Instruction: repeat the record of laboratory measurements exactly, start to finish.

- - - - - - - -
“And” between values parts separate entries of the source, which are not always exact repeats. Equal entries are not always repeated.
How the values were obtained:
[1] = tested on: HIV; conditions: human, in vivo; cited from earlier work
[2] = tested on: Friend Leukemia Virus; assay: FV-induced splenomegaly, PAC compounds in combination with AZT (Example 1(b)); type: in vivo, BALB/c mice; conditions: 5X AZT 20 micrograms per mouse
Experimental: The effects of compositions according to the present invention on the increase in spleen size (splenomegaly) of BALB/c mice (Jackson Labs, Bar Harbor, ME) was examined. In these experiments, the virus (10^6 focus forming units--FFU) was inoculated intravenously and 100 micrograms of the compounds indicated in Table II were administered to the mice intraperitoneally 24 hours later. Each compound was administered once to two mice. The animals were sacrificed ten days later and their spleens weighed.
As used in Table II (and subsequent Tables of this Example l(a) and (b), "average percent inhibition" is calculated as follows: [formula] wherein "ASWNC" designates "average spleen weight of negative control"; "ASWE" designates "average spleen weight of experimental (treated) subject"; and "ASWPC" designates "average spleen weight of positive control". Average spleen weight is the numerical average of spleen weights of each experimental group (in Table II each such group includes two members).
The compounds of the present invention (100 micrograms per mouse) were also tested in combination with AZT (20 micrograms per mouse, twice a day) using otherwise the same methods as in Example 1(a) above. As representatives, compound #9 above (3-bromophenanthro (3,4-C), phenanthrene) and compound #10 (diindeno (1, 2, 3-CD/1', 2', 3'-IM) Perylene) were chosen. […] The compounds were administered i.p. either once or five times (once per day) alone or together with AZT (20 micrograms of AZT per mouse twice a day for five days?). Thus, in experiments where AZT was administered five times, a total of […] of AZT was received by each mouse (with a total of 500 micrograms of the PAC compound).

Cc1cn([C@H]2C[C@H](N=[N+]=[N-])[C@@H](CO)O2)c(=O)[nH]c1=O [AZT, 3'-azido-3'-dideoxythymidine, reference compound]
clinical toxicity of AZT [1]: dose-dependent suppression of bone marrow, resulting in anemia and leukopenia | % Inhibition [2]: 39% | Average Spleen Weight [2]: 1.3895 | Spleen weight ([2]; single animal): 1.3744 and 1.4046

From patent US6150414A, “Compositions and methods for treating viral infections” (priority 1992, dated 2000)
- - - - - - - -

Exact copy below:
“And” between values parts separate entries of the source, which are not always exact repeats. Equal entries are not always repeated.
How the values were obtained:
[1] = tested on: HIV; conditions: human, in vivo; cited from earlier work
[2] = tested on: Friend Leukemia Virus; assay: FV-induced splenomegaly, PAC compounds in combination with AZT (Example 1(b)); type: in vivo, BALB/c mice; conditions: 5X AZT 20 micrograms per mouse
Experimental: The effects of compositions according to the present invention on the increase in spleen size (splenomegaly) of BALB/c mice (Jackson Labs, Bar Harbor, ME) was examined. In these experiments, the virus (10^6 focus forming units--FFU) was inoculated intravenously and 100 micrograms of the compounds indicated in Table II were administered to the mice intraperitoneally 24 hours later. Each compound was administered once to two mice. The animals were sacrificed ten days later and their spleens weighed.
As used in Table II (and subsequent Tables of this Example l(a) and (b), "average percent inhibition" is calculated as follows: [formula] wherein "ASWNC" designates "average spleen weight of negative control"; "ASWE" designates "average spleen weight of experimental (treated) subject"; and "ASWPC" designates "average spleen weight of positive control". Average spleen weight is the numerical average of spleen weights of each experimental group (in Table II each such group includes two members).
The compounds of the present invention (100 micrograms per mouse) were also tested in combination with AZT (20 micrograms per mouse, twice a day) using otherwise the same methods as in Example 1(a) above. As representatives, compound #9 above (3-bromophenanthro (3,4-C), phenanthrene) and compound #10 (diindeno (1, 2, 3-CD/1', 2', 3'-IM) Perylene) were chosen. […] The compounds were administered i.p. either once or five times (once per day) alone or together with AZT (20 micrograms of AZT per mouse twice a day for five days?). Thus, in experiments where AZT was administered five times, a total of […] of AZT was received by each mouse (with a total of 500 micrograms of the PAC compound).

Cc1cn([C@H]2C[C@H](N=[N+]=[N-])[C@@H](CO)O2)c(=O)[nH]c1=O [AZT, 3'-azido-3'-dideoxythymidine, reference compound]
clinical toxicity of AZT [1]: dose-dependent suppression of bone marrow, resulting in anemia and leukopenia | % Inhibition [2]: 39% | Average Spleen Weight [2]: 1.3895 | Spleen weight ([2]; single animal): 1.3744 and 1.4046

From patent US6150414A, “Compositions and methods for treating viral infections” (priority 1992, dated 2000)